Do you have any other suggestions for making the world a better place?
Do you have a question for us?
MINUTES for Zoom meeting number 4
22nd November 2021 - Dan Griner and John Wood
We discussed the likely age range of the children we might address and concluded that this is a critical question.
We discussed whether it would be desirable/possible to envisage a particular house style before we decide on the age range - concluding that it might be useful to keep an open mind at this stage.
This led to further discussion (after the last session) about a theme to work with - but felt that the children might lead this question (especially as children' ideas are usually hard to predict)
We reminded ourselves that we had previously agreed to interview children using the following four questions:
What would your favourite future look like?
How could we make the future look like this?
Do you have any other suggestions for making the world a better place?
Do you have a question for us?
We agreed to meet in 2 weeks on 7th December - having gathered some children's answers to the above questions.
DISCUSSION
We had previously agreed to interview children using the following four questions:
What would your favourite future look like?
How could we make the future look like this?
Do you have any other suggestions for making the world a better place?
Do you have a question for us?
We had agreed to meet in 2 weeks on 7th December - having gathered some children's answers to the above questions.
John remembered that the Victorians believed that children should be given their own (protected) play worlds.
Dan cited Friedrich Froebel's child-oriented approach to behaviour and children. He encouraged kids to make 'gifts' made from paper.
Cornelia Parker seems to have been less protective - she introduced kindergarten (5 or 6 years old) children to the newspaper of the day and asked them to produce a commentary/response to it.
Over the last 70 years or so, children (in UK) have become much more protected from danger.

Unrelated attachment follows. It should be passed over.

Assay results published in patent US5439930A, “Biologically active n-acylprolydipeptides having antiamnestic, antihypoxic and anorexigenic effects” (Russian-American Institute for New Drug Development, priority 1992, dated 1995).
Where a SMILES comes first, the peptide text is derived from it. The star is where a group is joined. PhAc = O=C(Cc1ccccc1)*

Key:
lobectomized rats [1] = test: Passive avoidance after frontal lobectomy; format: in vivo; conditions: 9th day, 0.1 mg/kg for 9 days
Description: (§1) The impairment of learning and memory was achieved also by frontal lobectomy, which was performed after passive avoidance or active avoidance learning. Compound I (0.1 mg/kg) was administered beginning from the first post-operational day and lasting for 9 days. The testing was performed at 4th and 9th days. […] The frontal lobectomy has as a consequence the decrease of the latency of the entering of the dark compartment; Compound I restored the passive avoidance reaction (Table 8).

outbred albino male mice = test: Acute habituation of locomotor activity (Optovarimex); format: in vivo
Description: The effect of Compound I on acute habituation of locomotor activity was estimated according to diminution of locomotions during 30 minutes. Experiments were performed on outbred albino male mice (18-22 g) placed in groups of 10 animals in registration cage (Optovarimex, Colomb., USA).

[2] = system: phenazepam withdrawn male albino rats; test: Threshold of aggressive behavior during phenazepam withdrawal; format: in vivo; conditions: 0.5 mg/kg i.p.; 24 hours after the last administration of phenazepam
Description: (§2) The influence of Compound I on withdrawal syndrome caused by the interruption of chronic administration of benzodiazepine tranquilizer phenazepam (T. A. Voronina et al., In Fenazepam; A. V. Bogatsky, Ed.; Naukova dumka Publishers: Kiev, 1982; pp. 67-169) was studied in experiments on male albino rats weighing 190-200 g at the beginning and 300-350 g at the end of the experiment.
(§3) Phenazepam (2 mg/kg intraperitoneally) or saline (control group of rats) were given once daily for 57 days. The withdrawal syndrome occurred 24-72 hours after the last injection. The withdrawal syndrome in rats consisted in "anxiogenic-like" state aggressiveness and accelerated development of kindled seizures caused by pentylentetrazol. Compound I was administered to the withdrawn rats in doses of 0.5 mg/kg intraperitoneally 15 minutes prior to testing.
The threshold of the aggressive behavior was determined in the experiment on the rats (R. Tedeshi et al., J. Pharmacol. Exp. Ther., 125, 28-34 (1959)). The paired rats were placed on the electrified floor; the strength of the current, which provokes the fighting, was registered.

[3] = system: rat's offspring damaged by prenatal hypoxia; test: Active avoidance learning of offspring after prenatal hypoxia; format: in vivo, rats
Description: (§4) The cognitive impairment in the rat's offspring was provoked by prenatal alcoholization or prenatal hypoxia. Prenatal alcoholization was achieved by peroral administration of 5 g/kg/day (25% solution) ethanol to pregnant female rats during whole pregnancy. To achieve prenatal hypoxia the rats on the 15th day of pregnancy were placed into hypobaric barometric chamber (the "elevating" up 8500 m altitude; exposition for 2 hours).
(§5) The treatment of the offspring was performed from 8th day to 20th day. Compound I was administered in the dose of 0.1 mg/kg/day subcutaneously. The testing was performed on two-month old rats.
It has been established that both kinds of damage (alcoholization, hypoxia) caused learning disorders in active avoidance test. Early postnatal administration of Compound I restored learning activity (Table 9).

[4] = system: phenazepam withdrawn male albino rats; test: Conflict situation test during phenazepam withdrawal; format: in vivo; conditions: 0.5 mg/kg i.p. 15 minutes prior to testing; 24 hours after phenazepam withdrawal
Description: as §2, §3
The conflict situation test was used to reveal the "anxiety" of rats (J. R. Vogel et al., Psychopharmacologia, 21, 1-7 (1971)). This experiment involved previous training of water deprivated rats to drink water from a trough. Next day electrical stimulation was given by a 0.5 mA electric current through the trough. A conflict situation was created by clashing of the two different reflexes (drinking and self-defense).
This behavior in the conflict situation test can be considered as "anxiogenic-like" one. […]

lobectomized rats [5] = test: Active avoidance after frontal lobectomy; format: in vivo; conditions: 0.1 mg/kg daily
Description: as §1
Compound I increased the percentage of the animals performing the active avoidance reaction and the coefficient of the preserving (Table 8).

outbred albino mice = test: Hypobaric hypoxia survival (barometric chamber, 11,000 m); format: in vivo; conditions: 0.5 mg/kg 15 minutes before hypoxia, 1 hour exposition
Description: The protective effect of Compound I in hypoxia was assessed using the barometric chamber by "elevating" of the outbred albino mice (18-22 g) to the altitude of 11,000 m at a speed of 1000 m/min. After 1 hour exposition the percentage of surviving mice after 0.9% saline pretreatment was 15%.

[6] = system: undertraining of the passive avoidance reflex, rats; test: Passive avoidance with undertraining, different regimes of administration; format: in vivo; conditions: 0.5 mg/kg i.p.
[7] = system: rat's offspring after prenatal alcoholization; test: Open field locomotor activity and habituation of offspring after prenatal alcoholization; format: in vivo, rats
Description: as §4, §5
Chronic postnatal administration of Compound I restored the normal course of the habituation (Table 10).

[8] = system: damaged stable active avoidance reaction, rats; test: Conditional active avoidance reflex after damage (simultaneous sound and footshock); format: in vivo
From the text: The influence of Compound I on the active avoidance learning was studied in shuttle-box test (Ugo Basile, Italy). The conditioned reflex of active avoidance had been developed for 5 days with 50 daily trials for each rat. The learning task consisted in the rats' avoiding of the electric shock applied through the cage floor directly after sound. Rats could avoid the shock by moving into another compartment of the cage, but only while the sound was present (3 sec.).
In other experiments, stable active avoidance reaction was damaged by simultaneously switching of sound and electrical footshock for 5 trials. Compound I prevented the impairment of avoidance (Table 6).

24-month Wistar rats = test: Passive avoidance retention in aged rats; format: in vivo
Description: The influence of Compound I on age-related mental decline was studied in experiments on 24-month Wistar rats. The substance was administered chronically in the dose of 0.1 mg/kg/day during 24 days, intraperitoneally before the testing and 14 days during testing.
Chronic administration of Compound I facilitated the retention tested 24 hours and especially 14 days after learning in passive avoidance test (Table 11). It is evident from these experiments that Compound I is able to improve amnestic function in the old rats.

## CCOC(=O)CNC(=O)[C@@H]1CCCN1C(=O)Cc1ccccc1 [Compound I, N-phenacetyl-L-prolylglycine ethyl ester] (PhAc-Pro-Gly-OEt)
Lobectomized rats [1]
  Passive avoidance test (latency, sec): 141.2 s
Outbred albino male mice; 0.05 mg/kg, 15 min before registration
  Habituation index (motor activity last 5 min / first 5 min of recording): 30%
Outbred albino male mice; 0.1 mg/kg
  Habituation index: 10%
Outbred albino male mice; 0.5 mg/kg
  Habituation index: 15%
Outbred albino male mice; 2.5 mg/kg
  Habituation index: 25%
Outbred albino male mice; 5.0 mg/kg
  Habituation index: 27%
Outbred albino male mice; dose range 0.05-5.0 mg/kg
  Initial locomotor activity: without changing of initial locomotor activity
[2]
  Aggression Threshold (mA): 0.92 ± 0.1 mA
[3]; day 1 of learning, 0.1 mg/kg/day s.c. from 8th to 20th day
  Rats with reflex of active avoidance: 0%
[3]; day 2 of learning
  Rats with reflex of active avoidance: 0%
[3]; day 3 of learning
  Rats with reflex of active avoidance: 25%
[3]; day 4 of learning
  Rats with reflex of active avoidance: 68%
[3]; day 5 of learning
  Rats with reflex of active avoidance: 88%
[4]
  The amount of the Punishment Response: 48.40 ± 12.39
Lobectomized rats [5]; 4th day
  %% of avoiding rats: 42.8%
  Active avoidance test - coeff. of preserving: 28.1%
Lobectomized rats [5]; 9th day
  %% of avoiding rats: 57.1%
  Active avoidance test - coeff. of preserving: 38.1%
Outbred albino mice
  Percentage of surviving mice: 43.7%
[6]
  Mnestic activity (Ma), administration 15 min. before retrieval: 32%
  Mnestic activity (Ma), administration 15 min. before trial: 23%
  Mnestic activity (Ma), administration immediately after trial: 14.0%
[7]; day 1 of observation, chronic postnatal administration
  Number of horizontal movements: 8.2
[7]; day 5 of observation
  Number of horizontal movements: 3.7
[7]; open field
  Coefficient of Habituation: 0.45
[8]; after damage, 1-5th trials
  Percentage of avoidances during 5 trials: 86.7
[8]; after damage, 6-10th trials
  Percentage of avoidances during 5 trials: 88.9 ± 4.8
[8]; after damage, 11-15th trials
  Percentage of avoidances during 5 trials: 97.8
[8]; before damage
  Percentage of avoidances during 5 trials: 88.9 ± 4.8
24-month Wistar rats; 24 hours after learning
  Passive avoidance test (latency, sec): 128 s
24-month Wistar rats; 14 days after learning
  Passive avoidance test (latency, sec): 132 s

Should we ask children to create the agenda?
Hyaesook outlined a 'dream exchange' workshop in which participants swap their visions.
Dan asked how long the workshops ran for Hyaesook said usually between 5 and 15 minutes)
Dan noted that we should not put 'children' in one category...each is a unique person who has experienced the world differently.
We asked ourselves what our starting point was. Dan suggested that children think more 'naturally' (e.g. free from prejudices and financial constraints) so John asked whether we would, therefore, learn (as much) from children as they might learn from us.
Dan reminded us that we should encourage the next generation to run things better....
John wondered whether children believe in the received notion of human rights (e.g. without responsibilities).
He was reminded that, although animals can't discuss ethics, they have a keen sense of justice. If this also implies that children share the deep idea of fairness, could we take this as a foundational fact/truth?
For Next Time
MORE INTERVIEWS - maybe also categorise kids (town/country/girls/boys/younger/older)
USE DAN'S BOOKS - maybe use them to locate gaps in the children's books?
Hyesook had interviewed Phoebus and he focused on technological issues (just as Lois had done).
This raised the idea that maybe kids understand design as doing things rather than not doing things.